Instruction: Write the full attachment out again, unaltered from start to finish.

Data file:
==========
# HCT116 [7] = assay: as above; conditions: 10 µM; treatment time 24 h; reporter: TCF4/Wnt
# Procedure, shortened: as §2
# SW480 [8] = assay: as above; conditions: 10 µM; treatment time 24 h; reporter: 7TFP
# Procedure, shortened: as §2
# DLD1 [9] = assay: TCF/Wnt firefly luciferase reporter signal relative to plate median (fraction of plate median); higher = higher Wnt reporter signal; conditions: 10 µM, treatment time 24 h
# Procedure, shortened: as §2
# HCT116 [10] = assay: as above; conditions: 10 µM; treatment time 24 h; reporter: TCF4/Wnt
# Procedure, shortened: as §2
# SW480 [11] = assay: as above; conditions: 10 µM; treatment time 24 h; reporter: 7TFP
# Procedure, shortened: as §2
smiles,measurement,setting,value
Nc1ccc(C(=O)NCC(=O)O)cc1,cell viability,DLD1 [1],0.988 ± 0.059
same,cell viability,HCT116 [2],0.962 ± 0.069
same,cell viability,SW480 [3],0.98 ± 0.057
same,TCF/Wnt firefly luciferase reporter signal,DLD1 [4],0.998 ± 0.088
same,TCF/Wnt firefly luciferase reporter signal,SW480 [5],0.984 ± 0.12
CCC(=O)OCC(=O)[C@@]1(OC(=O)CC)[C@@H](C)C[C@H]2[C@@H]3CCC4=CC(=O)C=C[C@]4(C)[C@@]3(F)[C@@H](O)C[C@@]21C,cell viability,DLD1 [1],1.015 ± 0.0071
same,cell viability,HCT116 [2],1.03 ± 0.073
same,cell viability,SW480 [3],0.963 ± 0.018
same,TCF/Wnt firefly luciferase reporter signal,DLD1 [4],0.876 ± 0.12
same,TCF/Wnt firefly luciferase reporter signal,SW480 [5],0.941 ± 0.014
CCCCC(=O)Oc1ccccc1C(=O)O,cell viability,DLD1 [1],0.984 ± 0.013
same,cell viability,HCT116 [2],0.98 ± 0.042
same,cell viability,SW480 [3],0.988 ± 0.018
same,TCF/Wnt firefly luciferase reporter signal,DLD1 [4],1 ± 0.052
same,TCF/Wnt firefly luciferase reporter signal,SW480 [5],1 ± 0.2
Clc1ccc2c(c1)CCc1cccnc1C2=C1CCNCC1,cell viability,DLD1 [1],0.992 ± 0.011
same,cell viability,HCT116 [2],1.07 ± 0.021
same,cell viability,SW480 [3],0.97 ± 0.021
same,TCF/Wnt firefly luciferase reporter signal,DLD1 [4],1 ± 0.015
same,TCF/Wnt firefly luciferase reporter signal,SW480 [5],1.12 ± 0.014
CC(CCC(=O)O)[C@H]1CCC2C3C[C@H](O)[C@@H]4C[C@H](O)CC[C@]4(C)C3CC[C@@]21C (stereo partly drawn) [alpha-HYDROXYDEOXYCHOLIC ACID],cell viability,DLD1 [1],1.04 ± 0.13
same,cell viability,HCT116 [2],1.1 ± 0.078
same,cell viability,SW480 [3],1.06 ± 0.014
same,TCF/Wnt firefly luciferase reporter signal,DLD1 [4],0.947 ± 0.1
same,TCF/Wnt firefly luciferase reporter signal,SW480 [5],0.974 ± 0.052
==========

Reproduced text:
# HCT116 [7] = assay: as above; conditions: 10 µM; treatment time 24 h; reporter: TCF4/Wnt
# Procedure, shortened: as §2
# SW480 [8] = assay: as above; conditions: 10 µM; treatment time 24 h; reporter: 7TFP
# Procedure, shortened: as §2
# DLD1 [9] = assay: TCF/Wnt firefly luciferase reporter signal relative to plate median (fraction of plate median); higher = higher Wnt reporter signal; conditions: 10 µM, treatment time 24 h
# Procedure, shortened: as §2
# HCT116 [10] = assay: as above; conditions: 10 µM; treatment time 24 h; reporter: TCF4/Wnt
# Procedure, shortened: as §2
# SW480 [11] = assay: as above; conditions: 10 µM; treatment time 24 h; reporter: 7TFP
# Procedure, shortened: as §2
smiles,measurement,setting,value
Nc1ccc(C(=O)NCC(=O)O)cc1,cell viability,DLD1 [1],0.988 ± 0.059
same,cell viability,HCT116 [2],0.962 ± 0.069
same,cell viability,SW480 [3],0.98 ± 0.057
same,TCF/Wnt firefly luciferase reporter signal,DLD1 [4],0.998 ± 0.088
same,TCF/Wnt firefly luciferase reporter signal,SW480 [5],0.984 ± 0.12
CCC(=O)OCC(=O)[C@@]1(OC(=O)CC)[C@@H](C)C[C@H]2[C@@H]3CCC4=CC(=O)C=C[C@]4(C)[C@@]3(F)[C@@H](O)C[C@@]21C,cell viability,DLD1 [1],1.015 ± 0.0071
same,cell viability,HCT116 [2],1.03 ± 0.073
same,cell viability,SW480 [3],0.963 ± 0.018
same,TCF/Wnt firefly luciferase reporter signal,DLD1 [4],0.876 ± 0.12
same,TCF/Wnt firefly luciferase reporter signal,SW480 [5],0.941 ± 0.014
CCCCC(=O)Oc1ccccc1C(=O)O,cell viability,DLD1 [1],0.984 ± 0.013
same,cell viability,HCT116 [2],0.98 ± 0.042
same,cell viability,SW480 [3],0.988 ± 0.018
same,TCF/Wnt firefly luciferase reporter signal,DLD1 [4],1 ± 0.052
same,TCF/Wnt firefly luciferase reporter signal,SW480 [5],1 ± 0.2
Clc1ccc2c(c1)CCc1cccnc1C2=C1CCNCC1,cell viability,DLD1 [1],0.992 ± 0.011
same,cell viability,HCT116 [2],1.07 ± 0.021
same,cell viability,SW480 [3],0.97 ± 0.021
same,TCF/Wnt firefly luciferase reporter signal,DLD1 [4],1 ± 0.015
same,TCF/Wnt firefly luciferase reporter signal,SW480 [5],1.12 ± 0.014
CC(CCC(=O)O)[C@H]1CCC2C3C[C@H](O)[C@@H]4C[C@H](O)CC[C@]4(C)C3CC[C@@]21C (stereo partly drawn) [alpha-HYDROXYDEOXYCHOLIC ACID],cell viability,DLD1 [1],1.04 ± 0.13
same,cell viability,HCT116 [2],1.1 ± 0.078
same,cell viability,SW480 [3],1.06 ± 0.014
same,TCF/Wnt firefly luciferase reporter signal,DLD1 [4],0.947 ± 0.1
same,TCF/Wnt firefly luciferase reporter signal,SW480 [5],0.974 ± 0.052